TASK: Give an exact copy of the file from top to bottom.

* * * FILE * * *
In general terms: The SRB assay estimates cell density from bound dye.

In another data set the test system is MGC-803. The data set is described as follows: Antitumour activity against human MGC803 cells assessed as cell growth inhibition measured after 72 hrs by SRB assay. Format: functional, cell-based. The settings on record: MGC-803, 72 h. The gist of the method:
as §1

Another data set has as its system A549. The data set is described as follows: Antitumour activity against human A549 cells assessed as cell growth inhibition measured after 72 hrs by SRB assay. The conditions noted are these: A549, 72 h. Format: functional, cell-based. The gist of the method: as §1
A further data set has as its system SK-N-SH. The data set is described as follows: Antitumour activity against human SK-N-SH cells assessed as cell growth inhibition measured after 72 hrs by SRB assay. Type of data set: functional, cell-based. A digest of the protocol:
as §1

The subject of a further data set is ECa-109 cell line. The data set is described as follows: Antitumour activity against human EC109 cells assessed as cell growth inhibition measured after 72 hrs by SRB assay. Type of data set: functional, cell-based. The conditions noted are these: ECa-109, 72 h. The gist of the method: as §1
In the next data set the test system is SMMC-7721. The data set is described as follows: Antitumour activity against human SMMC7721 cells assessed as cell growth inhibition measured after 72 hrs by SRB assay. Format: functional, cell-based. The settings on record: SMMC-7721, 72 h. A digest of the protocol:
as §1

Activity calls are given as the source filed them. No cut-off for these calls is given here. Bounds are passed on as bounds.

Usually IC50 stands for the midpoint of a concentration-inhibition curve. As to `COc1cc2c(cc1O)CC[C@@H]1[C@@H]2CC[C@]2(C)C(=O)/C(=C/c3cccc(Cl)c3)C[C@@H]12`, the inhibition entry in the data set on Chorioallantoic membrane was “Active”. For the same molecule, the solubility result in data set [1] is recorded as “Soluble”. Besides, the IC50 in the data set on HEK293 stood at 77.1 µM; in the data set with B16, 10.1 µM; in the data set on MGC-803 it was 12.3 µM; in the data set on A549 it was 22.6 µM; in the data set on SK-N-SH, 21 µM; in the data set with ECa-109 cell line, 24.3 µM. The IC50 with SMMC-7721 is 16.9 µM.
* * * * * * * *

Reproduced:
In general terms: The SRB assay estimates cell density from bound dye.

In another data set the test system is MGC-803. The data set is described as follows: Antitumour activity against human MGC803 cells assessed as cell growth inhibition measured after 72 hrs by SRB assay. Format: functional, cell-based. The settings on record: MGC-803, 72 h. The gist of the method:
as §1

Another data set has as its system A549. The data set is described as follows: Antitumour activity against human A549 cells assessed as cell growth inhibition measured after 72 hrs by SRB assay. The conditions noted are these: A549, 72 h. Format: functional, cell-based. The gist of the method: as §1
A further data set has as its system SK-N-SH. The data set is described as follows: Antitumour activity against human SK-N-SH cells assessed as cell growth inhibition measured after 72 hrs by SRB assay. Type of data set: functional, cell-based. A digest of the protocol:
as §1

The subject of a further data set is ECa-109 cell line. The data set is described as follows: Antitumour activity against human EC109 cells assessed as cell growth inhibition measured after 72 hrs by SRB assay. Type of data set: functional, cell-based. The conditions noted are these: ECa-109, 72 h. The gist of the method: as §1
In the next data set the test system is SMMC-7721. The data set is described as follows: Antitumour activity against human SMMC7721 cells assessed as cell growth inhibition measured after 72 hrs by SRB assay. Format: functional, cell-based. The settings on record: SMMC-7721, 72 h. A digest of the protocol:
as §1

Activity calls are given as the source filed them. No cut-off for these calls is given here. Bounds are passed on as bounds.

Usually IC50 stands for the midpoint of a concentration-inhibition curve. As to `COc1cc2c(cc1O)CC[C@@H]1[C@@H]2CC[C@]2(C)C(=O)/C(=C/c3cccc(Cl)c3)C[C@@H]12`, the inhibition entry in the data set on Chorioallantoic membrane was “Active”. For the same molecule, the solubility result in data set [1] is recorded as “Soluble”. Besides, the IC50 in the data set on HEK293 stood at 77.1 µM; in the data set with B16, 10.1 µM; in the data set on MGC-803 it was 12.3 µM; in the data set on A549 it was 22.6 µM; in the data set on SK-N-SH, 21 µM; in the data set with ECa-109 cell line, 24.3 µM. The IC50 with SMMC-7721 is 16.9 µM.